A deep neural network that can maximize or minimize coloring to blend into or stand out against a background

A deep neural network that can maximize or minimize coloring to blend into or stand out against a background
The effectiveness of the tigers colouring in the dichromat context is striking. Image of a tiger from the point of view of a dichromat receiver (a) and Q6 trichromat receiver (b). (Online version in colour.). Credit: Journal of The Royal Society Interface (2019). DOI: 10.1098/rsif.2019.0183

A team of researchers at the University of Bristol has developed a deep learning neural network that can identify the best way to minimize or maximize coloring to allow for blending into a background or standing out. In their paper published in Journal of the Royal Society Interface, the team describes their network and possible uses for it.

In nature, coloring is very important. In some instances, it can play a role in attracting a mate—in others, it can be used to hide from predators. And in some other cases, it can also help predators hide while they hunt—tigers are one such example. The tiger is interesting because its bright orange and black coloring would seem to make it easy for prey to spot among the green of the jungle backdrop. But its prey, different types of deer, are all colorblind—to them, tigers look green and black.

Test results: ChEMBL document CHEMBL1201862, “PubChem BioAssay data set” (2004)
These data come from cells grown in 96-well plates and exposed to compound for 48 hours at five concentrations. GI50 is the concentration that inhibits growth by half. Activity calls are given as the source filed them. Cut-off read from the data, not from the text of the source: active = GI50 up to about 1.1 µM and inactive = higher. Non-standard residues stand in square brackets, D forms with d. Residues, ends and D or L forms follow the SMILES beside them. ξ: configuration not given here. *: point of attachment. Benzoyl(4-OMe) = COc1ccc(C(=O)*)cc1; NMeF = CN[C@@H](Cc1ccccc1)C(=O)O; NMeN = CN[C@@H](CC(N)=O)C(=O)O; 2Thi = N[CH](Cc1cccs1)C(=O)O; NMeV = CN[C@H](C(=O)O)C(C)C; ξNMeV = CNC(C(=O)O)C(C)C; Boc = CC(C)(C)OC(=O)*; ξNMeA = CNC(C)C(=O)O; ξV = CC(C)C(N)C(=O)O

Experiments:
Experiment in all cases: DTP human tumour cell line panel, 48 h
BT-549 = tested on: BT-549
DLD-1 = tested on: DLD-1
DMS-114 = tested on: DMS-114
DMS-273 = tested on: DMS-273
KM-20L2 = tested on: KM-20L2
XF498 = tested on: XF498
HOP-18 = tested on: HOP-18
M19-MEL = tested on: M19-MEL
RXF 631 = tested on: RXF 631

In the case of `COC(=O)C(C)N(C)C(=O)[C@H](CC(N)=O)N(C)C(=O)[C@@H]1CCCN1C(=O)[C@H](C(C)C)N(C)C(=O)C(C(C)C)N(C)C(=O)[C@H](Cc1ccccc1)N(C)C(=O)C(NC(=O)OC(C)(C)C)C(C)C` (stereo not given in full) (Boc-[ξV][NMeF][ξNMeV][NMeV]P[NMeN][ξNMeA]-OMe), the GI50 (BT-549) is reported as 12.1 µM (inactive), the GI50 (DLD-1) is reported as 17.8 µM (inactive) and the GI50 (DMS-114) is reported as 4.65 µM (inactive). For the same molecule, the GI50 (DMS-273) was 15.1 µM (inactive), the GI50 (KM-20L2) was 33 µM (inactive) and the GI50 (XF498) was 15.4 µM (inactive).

In this new effort, the researchers sought to build a system that could reveal which colors best blend into which backgrounds, or conversely, which stand out the most. To achieve this goal, the researchers turned to a deep learning neural network. By programming it to understand what was desired and then to analyze photographs of many background scenes and animals, the system determined the best colors for an organism to avoid being seen by certain other creatures depending on their visual abilities—or to best stand out.

The network correctly chose orange as the right color for tigers. They note that mammals are not able to grow green fur; thus, tigers are orange because it works just as well. They have no explanation regarding why deer have not evolved the ability to see orange. Also, during testing with humans, they found that observers with dichromatic vision (color blindness) took longer to spot strongly colored animals. Those with trichromatic (normal) vision, on the other hand, were very good at breaking camouflage. They suggest their network could be a useful tool for better understanding the role color plays with animals living in the natural world.


White tiger mystery solved


More information:
J. G. Fennell et al. Optimizing colour for camouflage and visibility using deep learning: the effects of the environment and the observer’s visual system, Journal of The Royal Society Interface (2019). DOI: 10.1098/rsif.2019.0183

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A deep neural network that can maximize or minimize coloring to blend into or stand out against a background (2019, May 29)
retrieved 29 May 2019
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